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The spaces of skateboarding

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Embraced worldwide by municipalities and youth fashion brands, skateboarding and its venues have undergone a multi-million pound resurgence, writes Iain Borden

Over the past few weeks, skateboarding has enjoyed considerable media attention, most recently when English Heritage announced its listing of Rom Skatepark in Hornchurch, built in 1978 to designs by Adrian Rolt and G-Force. It is the first European skatepark to be granted heritage status. And in September London skateboarders gained a famous victory when the Southbank Centre signed a Section 106 agreement with Lambeth, securing skateboarding’s future in the undercroft beneath the Queen Elizabeth Hall.

Yet in many ways these events are just the tip of the iceberg, for over the past 15 years skateboarding architecture of all manner of sizes, shapes and purpose has been springing up. The spaces of skateboarding are flourishing, and in unexpected ways. The most obvious has been the provision of hundreds of new skateparks following a dramatic rise in the popularity of skateboarding in the late 1990s. Recognising that skateboarding is healthy, affordable and accessible - while also encouraging confidence, independence and creativity - just about every UK local authority has provided at least one new skatepark since 2000.

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One of the first in the new wave was the £100,000 Buszy Skateplaza in Milton Keynes (2005), where architect Richard Ferrington and pro-skater Rob Selley worked with local youth to create a new kind of skateboard architecture. Unlike the spectacular ‘transition’ forms of Rom and other 1970s skateparks, which were based on the swimming pools and spillways favoured by early American skaters, Buszy was inspired by the everyday benches, ledges, steps and handrails preferred by contemporary street-based skateboarders. Scores of other UK skateplazas followed, including the £560,000, 3,200m² facility at Central Forest Park in Stoke-on-Trent (2005) and the £600,000, 2,400m² Prissick Plaza in Middlesbrough (2006).

Today, brand new skateparks by established designers such as Canvas, Freestyle, Gravity, Maverick and Wheelscape still incorporate these skateplaza-style components. However, following a resurgence in transition-style skateboarding, they also usually feature ‘flow-bowl’ elements, the latter extending the rounded 1970s skatepark forms into more varied shapes and combinations. Freestyle’s The Level skatepark in Brighton (2013), for example, offers a dense array of bowls, blocks, pyramids, steps and ledges.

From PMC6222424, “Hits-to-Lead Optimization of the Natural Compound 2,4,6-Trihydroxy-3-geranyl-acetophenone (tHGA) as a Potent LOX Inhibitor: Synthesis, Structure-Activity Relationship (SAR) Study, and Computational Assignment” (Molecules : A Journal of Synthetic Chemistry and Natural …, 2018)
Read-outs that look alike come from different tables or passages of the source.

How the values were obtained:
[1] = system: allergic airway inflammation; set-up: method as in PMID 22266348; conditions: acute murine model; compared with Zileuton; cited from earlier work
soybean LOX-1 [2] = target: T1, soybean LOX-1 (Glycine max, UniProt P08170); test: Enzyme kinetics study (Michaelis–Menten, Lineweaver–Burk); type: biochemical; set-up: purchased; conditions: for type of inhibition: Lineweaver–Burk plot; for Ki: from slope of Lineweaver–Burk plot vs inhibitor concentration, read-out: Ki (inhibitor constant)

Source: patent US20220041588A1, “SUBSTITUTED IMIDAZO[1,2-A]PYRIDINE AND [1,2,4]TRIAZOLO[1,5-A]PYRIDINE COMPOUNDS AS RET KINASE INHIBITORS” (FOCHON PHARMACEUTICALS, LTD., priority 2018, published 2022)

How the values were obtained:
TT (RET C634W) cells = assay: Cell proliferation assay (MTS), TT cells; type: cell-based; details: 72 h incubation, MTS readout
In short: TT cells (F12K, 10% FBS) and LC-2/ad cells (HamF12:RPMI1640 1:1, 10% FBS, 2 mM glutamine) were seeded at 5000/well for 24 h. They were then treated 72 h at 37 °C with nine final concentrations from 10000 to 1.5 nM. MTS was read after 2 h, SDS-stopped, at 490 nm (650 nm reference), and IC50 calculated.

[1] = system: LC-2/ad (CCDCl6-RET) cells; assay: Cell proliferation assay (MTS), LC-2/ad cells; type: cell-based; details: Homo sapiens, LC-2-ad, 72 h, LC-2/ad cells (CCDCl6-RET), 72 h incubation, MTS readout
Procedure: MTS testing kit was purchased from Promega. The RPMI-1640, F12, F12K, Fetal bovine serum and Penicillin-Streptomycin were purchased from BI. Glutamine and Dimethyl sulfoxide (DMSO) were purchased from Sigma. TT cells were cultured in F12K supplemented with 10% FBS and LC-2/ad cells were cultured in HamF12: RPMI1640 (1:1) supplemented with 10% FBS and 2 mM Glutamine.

Similar compositions are found in large indoor facilities such as Adrenaline Alley in Corby, Creation in Birmingham, Revolution in Broadstairs and Unit 23 in Dumbarton, where a lunar landscape of skateboardable terrain is constructed from wood - cheaper to build and easier to modify than concrete.

In contrast to the mainly privately financed skateparks of the 1970s, most skateparks are now operated by local councils or charity groups, using skateboarding to encourage youngsters into physical and creative activity. Adults, too, are catered for - Cyclopark in Gravesend and XC in Hemel Hempstead are typical, offering skateboarding alongside BMX, cycling and climbing. Still other ventures have even more ambitious social agendas. Community-oriented projects like Skateistan (Afghanistan, Cambodia and South Africa), Skatepal (Palestine), 7Hills (Jordan), Bedouins (Tunisia) and All Nations Skate Project (Native American reservations) all use skateboarding to build social capital and to help counter deep-rooted social issues of alcohol and drug abuse, unemployment, violence, gender prejudices and access to education.

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Of course, skateboarding is big business, too, and other skate spaces are tailored to commercial considerations. Most obvious are the branded spaces of companies like Vans, the leisure shoe company which leverages a decades-long association with urban-cool skateboarding to maintain a £1.2 billion turnover. Its recently opened House of Vans in London’s Waterloo is both a rolling advertisement and a way for Vans to reinvest in skateboarding, providing a free-to-enter skatepark, gallery and music venue in a prominent London location. Pop-up skateboardable sculptures and art installations can also play a similar role, combining promotion for brands and property developers, creative opportunities for artists, and challenging opportunities for skateboarders all in one package. Shoe company Converse (owned by Nike), for example, has generated projects in places as far afield as Barcelona, Belgrade, Berlin, Los Angeles and Warsaw. Its 10-week initiative in Peckham earlier this year mixed street-style skateboarding with workshops on underground music, film, photography and street art.

High art venues such as Kiasma in Helsinki have also experimented with skateboard-based installations, such as the Aalto wave-like form inserted into the Stephen Holl-designed gallery by Richard Holland and The Side Effects of Urethane collective.